Pediatric Nephrotic Syndrome

Pediatric Nephrotic Syndrome

Pediatric Nephrotic Syndrome

Nephrotic syndrome also known as nephrosis, is a group of systems that indicate kidney damage. These symptoms include:

  • Edema: A type of swelling caused by excess fluid trapped in the body. This can happen as a result of insufficient proteins to keep fluid in the blood.
  • Proteinuria: An abnormal amount of protein in urine
  • Hypoalbuminemia: Low levels of protein in the child’s blood
  • High cholesterol: The child’s body overproduces certain types of blood fats due to low levels of protein


Nephrotic syndrome in children can be caused by several diseases, the most common one being minimal change.

Minimal change disease

Minimal change disease is the most common cause of nephritic syndrome in children. Although in minimal change disease there is damage to the glomeruli, the damage is not visible under a regular microscope, only an electron microscope. The exact cause of minimal change disease is unknown, but it is believed to be an immune disorder. Viral infections, allergic reactions, and immunization can all trigger minimal change disease.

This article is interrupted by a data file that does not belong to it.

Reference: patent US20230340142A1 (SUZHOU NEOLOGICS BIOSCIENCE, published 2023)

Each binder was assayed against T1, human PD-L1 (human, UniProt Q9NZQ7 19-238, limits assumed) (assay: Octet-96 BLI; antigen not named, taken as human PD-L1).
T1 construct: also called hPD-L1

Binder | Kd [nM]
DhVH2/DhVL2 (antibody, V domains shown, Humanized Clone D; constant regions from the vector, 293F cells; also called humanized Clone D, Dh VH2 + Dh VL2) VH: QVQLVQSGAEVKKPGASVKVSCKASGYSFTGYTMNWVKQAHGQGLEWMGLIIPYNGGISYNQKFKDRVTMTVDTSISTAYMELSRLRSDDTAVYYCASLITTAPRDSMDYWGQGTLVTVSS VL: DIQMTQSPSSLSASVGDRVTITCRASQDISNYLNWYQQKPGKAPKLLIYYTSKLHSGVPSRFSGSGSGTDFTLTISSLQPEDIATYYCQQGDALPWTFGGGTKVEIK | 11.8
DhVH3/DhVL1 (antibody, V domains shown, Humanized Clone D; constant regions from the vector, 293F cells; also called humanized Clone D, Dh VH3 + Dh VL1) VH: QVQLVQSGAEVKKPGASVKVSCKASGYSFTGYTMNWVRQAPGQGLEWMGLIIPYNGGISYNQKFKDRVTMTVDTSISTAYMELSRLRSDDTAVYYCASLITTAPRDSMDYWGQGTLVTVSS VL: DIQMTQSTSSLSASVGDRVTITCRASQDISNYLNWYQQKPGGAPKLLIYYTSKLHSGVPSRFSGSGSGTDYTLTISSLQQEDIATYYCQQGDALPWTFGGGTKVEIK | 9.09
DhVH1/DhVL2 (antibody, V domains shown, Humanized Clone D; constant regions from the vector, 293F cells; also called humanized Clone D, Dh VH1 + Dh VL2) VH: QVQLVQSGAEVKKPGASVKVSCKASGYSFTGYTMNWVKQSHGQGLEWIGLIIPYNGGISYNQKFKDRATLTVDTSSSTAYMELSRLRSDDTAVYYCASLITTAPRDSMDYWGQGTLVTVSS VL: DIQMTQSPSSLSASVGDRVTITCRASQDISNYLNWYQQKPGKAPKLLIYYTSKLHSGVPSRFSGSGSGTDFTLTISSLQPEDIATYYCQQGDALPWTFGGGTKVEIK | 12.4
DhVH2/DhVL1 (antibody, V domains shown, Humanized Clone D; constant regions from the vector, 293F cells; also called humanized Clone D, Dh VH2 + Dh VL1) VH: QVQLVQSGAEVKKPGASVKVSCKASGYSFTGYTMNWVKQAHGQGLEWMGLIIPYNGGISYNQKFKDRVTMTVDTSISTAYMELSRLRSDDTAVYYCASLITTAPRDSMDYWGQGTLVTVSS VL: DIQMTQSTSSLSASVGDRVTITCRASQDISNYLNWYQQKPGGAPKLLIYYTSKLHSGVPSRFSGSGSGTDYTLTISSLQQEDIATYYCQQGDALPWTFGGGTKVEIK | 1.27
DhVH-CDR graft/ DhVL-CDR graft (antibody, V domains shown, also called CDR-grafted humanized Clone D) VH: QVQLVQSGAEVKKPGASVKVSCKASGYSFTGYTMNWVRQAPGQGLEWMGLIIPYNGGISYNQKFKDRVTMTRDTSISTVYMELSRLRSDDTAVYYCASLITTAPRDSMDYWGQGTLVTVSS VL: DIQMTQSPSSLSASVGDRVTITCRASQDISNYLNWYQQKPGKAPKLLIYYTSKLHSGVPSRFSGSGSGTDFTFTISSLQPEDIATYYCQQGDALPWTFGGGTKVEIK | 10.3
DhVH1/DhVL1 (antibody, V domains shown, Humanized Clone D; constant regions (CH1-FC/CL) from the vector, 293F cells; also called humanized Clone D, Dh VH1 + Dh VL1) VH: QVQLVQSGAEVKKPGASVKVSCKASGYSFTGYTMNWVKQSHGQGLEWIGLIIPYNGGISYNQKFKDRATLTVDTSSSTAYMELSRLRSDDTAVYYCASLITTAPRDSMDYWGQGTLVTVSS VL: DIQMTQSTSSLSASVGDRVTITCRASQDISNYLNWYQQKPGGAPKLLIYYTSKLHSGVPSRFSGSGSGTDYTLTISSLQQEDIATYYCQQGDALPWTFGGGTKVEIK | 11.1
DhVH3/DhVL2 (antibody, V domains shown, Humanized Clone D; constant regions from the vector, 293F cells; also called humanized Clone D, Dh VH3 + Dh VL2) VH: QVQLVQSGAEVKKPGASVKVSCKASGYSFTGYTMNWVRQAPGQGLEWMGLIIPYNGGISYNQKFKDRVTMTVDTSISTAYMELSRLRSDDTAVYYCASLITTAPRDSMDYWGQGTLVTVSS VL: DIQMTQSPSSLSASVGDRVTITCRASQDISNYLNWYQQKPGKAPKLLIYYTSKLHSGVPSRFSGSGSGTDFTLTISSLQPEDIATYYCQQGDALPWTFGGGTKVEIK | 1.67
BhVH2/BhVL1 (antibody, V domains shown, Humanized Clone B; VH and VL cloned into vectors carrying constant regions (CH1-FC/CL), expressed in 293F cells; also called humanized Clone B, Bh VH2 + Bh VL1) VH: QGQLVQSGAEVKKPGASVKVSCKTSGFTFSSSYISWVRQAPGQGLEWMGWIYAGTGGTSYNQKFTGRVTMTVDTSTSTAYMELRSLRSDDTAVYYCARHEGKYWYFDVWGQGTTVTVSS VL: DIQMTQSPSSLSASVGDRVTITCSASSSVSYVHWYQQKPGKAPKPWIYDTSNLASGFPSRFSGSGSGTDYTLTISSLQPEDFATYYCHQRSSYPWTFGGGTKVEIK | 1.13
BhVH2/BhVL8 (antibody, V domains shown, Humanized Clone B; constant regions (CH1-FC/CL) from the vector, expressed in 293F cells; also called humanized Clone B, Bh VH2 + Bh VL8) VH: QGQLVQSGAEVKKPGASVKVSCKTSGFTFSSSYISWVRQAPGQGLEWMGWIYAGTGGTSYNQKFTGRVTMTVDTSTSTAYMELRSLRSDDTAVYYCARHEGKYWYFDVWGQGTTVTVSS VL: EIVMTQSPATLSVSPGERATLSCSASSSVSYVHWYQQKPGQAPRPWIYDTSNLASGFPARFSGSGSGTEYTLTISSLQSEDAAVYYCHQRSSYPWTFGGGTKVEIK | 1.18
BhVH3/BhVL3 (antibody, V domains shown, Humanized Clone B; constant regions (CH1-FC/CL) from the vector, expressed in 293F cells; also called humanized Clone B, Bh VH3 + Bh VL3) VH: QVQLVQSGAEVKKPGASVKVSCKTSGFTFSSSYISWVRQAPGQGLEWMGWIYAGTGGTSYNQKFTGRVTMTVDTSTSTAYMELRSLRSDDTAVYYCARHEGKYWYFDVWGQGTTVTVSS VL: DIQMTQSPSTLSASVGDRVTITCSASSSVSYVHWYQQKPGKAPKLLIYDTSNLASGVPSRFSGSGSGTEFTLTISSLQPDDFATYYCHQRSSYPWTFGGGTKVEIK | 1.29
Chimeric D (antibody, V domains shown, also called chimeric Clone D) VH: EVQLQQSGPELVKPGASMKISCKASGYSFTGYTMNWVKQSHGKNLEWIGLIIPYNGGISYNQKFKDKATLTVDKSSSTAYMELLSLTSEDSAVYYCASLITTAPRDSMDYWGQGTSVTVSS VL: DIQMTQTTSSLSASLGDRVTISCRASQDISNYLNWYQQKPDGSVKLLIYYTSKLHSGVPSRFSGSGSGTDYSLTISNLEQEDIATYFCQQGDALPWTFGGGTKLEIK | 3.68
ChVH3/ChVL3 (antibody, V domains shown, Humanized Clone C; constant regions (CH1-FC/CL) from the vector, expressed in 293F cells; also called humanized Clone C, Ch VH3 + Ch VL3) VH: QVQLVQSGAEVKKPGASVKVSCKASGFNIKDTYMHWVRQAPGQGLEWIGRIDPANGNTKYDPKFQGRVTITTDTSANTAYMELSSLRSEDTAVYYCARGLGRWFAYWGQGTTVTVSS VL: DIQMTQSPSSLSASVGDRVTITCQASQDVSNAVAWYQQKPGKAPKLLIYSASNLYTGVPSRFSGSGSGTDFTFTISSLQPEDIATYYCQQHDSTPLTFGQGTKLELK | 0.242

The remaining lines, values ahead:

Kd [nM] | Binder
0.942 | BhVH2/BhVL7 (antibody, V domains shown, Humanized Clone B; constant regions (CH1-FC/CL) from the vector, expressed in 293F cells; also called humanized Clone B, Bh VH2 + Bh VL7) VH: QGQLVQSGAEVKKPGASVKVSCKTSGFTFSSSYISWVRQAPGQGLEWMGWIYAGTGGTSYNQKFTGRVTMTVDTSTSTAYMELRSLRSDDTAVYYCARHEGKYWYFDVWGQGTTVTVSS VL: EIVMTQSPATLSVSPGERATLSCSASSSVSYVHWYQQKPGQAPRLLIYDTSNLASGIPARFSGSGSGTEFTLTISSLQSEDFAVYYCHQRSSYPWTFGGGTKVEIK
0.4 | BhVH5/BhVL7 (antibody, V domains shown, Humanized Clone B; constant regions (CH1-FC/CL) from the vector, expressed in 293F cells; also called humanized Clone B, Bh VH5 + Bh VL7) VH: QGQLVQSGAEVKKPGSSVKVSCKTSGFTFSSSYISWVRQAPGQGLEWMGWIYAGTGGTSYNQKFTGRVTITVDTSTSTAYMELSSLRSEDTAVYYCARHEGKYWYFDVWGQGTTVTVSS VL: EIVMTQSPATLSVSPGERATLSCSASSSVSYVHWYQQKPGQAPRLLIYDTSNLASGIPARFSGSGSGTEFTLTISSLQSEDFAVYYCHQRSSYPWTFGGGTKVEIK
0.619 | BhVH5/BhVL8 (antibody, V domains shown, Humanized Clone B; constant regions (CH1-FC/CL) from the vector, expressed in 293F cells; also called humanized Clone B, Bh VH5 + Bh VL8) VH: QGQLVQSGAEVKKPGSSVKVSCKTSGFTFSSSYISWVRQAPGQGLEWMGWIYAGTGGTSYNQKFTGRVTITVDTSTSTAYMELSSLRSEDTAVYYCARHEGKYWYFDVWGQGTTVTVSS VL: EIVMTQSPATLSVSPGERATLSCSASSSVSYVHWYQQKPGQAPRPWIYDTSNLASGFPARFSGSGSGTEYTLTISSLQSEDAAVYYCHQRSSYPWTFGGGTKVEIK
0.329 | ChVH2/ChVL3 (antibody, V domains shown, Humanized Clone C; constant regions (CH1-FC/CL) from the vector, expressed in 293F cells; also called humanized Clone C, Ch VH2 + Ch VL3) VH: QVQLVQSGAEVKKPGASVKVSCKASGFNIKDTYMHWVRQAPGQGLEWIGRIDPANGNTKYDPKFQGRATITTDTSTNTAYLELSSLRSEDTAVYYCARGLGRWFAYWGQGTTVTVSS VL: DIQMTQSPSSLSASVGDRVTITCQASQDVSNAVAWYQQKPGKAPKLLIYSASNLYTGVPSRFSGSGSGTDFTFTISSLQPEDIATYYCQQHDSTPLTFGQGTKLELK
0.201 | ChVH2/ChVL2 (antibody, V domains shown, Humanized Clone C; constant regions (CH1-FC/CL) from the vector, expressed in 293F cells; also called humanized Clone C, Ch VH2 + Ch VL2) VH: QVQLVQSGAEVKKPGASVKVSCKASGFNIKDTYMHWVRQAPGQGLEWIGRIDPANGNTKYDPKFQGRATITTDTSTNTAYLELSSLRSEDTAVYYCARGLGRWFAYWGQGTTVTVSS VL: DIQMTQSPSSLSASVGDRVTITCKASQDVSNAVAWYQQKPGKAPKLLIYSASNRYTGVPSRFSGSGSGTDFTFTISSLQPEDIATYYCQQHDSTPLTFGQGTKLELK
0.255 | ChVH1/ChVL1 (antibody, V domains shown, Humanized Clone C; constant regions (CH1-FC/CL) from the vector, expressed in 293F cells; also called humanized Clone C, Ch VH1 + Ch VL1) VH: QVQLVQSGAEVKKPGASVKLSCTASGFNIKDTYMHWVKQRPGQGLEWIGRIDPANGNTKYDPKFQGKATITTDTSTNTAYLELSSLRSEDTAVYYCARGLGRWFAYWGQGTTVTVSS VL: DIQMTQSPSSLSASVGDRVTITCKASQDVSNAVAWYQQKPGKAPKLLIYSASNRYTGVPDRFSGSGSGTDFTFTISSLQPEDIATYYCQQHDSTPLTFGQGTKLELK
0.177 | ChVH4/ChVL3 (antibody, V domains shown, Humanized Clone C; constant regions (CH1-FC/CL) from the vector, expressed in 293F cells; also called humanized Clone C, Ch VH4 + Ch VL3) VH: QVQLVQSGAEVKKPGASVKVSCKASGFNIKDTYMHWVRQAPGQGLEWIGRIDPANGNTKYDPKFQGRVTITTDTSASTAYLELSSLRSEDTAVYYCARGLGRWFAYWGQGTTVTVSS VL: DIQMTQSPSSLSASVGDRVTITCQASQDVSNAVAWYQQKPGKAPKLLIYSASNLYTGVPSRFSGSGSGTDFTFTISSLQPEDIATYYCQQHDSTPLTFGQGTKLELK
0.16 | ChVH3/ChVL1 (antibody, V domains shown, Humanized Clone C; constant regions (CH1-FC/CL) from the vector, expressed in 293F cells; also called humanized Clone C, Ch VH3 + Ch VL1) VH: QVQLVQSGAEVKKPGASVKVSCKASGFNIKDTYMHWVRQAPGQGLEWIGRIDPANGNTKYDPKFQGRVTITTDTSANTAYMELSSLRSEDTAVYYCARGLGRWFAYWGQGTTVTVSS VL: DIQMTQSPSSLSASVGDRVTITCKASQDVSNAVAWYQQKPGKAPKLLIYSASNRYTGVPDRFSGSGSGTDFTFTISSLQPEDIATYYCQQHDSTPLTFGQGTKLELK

Focal segmental glomerulosclerosis (FSGS)

A condition in which there is scarring on some glomeruli. The cause is unknown in most cases. FSGS is responsible for 1 in 10 cases of nephortic syndrome in children.

Membranous nephritis

Not very common in children, membranous nephritis is a group of disorders in which deposits of antibodies build up in the glomeruli, causing thickening and damage.

General conditions

A complication of other generalized conditions can also result in nephrotic syndrome. Some of these conditions are diabetes, rheumatoid arthritis, lupus, and certain kinds of cancer such as leukaemia, multiple myeloma, and lymphoma.


If you suspect your child has nephrotic syndrome, you should see a pediatric urologist. Nephrotic syndrome will be diagnosed by analyzing the child’s medical history, performing a physical exam, blood and urine tests, a kidney ultrasound, and a kidney biopsy.



The most common treatment prescribed for nephrotic syndrome is steroids. Your child will usually be put on a four week course of prednisolone. This medication helps prevent protein from leaking in the child’s urine.


Diuretics increase the volume of urine produced, therefore reducing fluid build-up.

An experienced pediatric urologist will analyze your child’s symptoms and determine if nephrotic syndrome is present. If you are in need of an expert pediatric urologist, Dr. Grace Hyun is a board certified urologist who specializes in pediatric urology. Dr. Grace Hyun offers services in Female Pediatric Urologist New York, Best Female Pediatric Urologist Manhattan, Pediatric Urologist NYC, and Top Pediatric Urologist NYC.

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